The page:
30. 30. The method of claim 10 wherein the first pixel is disposed outside a plane defined by the point source, the first receiving element, and the second receiving element.
  31. 31. The method of claim 10 wherein the first pixel is disposed inside a plane defined by the point source, the first receiving element, and the second receiving element.
  32. 32. The method of claim 10 wherein the first pixel is disposed outside a plane defined by the point source, the third receiving element, and the fourth receiving element.
  33. 33. The method of claim 10 wherein the first pixel is disposed inside a plane defined by the point source, the third receiving element, and the fourth receiving element.
  34. 34. A multi-aperture ultrasound imaging system, comprising:
    a transmit aperture on a first array configured to transmit an omni-directional unfocused ultrasound waveform approximating a first point source through a target region;
    a first receive aperture on a second array having first and second receiving elements, the second array being physically separated from the first array, wherein the first and second receiving elements are configured to receive ultrasound echoes from the target region;
    a control system coupled to the transmit aperture and the first receive aperture, the control system configured to determine a first time for the waveform to propagate from the first point source to a first pixel location in the target region to the first receiving element, and is configured to determine a second time for the waveform to propagate from the first point source to the first pixel location in the target region to the second receiving element, the control system also being configured to form a first ultrasound image of the first pixel by combining the echo received by the first receiving element at the first time with the echo received by the second receiving element at the second time.
  35. 35. The multi-aperture ultrasound imaging system of claim 34 wherein there are no transducer elements disposed between the physical separation of the transmit aperture and the first receive aperture.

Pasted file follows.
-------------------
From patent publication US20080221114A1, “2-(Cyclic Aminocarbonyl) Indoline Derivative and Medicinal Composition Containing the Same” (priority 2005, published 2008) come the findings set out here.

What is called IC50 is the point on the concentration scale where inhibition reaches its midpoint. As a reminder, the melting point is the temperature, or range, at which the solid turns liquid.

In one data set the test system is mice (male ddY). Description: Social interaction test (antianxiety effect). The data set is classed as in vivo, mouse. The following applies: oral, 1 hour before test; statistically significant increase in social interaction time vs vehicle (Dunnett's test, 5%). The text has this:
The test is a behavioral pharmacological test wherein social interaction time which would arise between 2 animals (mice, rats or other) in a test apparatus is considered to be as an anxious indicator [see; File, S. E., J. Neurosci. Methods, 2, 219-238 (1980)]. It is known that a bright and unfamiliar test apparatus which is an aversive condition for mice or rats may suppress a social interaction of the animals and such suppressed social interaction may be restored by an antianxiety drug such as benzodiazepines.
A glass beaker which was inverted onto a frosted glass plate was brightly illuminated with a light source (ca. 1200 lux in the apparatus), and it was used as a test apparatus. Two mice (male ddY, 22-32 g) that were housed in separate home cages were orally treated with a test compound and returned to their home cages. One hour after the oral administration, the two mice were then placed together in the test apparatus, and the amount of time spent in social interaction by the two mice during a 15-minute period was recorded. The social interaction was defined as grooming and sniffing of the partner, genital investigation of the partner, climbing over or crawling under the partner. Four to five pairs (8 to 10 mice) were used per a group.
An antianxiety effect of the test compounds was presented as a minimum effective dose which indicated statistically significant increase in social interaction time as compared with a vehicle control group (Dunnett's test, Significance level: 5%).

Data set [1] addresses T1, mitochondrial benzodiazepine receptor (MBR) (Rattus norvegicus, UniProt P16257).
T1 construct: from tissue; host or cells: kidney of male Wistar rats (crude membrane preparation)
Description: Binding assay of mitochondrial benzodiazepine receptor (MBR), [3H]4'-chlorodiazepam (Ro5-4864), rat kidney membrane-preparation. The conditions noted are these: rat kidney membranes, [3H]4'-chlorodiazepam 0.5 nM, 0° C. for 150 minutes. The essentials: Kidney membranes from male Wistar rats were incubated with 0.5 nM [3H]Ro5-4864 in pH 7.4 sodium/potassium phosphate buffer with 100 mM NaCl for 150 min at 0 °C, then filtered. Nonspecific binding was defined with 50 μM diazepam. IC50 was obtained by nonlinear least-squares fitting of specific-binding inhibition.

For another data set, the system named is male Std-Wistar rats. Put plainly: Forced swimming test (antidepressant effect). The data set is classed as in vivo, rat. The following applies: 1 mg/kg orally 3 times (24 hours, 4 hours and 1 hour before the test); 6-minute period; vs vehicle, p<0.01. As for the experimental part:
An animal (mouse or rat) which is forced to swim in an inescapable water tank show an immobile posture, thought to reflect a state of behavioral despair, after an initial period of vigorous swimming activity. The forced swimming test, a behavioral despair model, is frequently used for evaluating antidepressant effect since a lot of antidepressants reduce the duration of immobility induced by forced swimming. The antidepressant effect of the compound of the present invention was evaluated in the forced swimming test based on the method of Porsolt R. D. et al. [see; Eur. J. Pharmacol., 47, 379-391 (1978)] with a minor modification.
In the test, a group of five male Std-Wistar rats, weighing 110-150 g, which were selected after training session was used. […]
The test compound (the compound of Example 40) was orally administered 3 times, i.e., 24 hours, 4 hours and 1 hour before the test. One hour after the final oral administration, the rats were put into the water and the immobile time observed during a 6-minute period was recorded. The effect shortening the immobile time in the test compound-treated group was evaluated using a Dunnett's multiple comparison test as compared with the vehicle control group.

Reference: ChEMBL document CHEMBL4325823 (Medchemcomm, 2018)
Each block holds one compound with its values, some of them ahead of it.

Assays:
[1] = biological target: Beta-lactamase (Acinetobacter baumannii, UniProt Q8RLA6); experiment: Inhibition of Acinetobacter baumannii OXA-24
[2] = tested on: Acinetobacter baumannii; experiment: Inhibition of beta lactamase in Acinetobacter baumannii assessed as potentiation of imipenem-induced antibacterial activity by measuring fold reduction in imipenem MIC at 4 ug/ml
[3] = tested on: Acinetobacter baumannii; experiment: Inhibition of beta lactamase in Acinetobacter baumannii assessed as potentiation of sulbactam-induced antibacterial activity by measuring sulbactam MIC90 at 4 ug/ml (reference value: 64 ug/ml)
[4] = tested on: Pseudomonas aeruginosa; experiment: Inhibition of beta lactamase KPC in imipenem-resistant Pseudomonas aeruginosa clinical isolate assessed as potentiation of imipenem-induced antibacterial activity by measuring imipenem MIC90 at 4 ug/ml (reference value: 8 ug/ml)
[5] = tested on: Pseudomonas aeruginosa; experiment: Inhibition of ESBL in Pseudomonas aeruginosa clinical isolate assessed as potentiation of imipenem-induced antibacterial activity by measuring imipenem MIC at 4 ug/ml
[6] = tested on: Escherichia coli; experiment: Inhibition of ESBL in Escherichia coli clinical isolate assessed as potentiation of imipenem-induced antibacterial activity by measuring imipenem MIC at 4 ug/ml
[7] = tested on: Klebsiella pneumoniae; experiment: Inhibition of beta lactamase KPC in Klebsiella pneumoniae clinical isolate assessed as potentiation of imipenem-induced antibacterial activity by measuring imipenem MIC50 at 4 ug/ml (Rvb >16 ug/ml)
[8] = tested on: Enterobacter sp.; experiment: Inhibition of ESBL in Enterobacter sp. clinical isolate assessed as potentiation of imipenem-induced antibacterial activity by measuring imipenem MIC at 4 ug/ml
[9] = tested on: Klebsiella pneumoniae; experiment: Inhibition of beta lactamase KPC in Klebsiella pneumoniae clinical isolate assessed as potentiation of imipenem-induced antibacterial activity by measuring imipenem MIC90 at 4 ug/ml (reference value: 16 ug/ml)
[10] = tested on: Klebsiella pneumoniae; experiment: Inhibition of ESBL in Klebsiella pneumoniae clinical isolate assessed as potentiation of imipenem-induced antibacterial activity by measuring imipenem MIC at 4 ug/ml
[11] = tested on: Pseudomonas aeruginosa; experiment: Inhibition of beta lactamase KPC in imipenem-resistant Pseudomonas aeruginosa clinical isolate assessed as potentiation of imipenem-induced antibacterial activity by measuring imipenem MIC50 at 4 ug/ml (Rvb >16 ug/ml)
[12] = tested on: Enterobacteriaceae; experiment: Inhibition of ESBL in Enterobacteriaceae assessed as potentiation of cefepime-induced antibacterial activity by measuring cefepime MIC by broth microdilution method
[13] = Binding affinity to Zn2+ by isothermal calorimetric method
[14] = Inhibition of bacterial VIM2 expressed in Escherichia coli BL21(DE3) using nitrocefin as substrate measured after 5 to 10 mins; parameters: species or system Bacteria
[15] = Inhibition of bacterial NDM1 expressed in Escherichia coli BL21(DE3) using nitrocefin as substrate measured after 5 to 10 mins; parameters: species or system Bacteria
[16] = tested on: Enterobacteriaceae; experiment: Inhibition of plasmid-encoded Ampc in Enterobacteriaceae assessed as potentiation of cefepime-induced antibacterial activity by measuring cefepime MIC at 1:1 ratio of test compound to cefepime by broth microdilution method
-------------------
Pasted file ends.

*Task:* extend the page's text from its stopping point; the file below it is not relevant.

36. 36. The multi-aperture ultrasound imaging system of claim 34 wherein the transmit aperture and the first receive aperture are separated by at least twice a minimum wavelength of transmission from the transmit aperture.
  37. 37. The multi-aperture ultrasound imaging system of claim 34 wherein the transmit aperture and the receive aperture comprise a total aperture ranging from 2 cm to 10 cm.
  38. 38. The multi-aperture ultrasound imaging system of claim 34 further comprising a second receive aperture on a third array having third and fourth receiving elements, the third array being physically separated from the first and second arrays, wherein the third and fourth receiving elements are configured to receive ultrasound echoes from the target region.
  39. 39. The multi-aperture ultrasound imaging system of claim 38 wherein the control system is coupled to the transmit aperture and the first and second receive apertures, wherein the control system is configured to determine a third time for the waveform to propagate from the first point source to a first pixel location in the target region to the third receiving element, and is configured to determine a fourth time for the waveform to propagate from the first point source to the first pixel location in the target region to the fourth receiving element, the control system also being configured to form a second ultrasound image of the first pixel by combining the echo received by the third receiving element at the third time with the echo received by the fourth receiving element at the fourth time.
  40. 40. The multi-aperture ultrasound imaging system of claim 39 wherein the control system is configured to correct a displacement of the second ultrasound image relative to the first ultrasound image due to speed of sound variation.
  41. 41. The multi-aperture ultrasound imaging system of claim 38 wherein the transmit aperture, the first receive aperture, and the second receive aperture are not all in a single scan plane.
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US11532013 US8105239B2 (en) 2006-02-06 2006-09-14 Method and apparatus to visualize the coronary arteries using ultrasound
US11865501 US8007439B2 (en) 2006-10-25 2007-10-01 Method and apparatus to produce ultrasonic images using multiple apertures
US30578410 true 2010-02-18 2010-02-18
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US13272105 US9247926B2 (en) 2010-04-14 2011-10-12 Concave ultrasound transducers and 3D arrays
US13773340 US9339256B2 (en) 2007-10-01 2013-02-21 Determining material stiffness using multiple aperture ultrasound
US14595083 US9220478B2 (en) 2010-04-14 2015-01-12 Concave ultrasound transducers and 3D arrays
US14846374 US9526475B2 (en) 2006-09-14 2015-09-04 Point source transmission and speed-of-sound correction using multi-aperture ultrasound imaging
US14965704 US20160095579A1 (en) 2010-04-14 2015-12-10 Concave ultrasound transducers and 3d arrays
US15155908 US20160256134A1 (en) 2007-10-01 2016-05-16 Determining material stiffness using multiple aperture ultrasound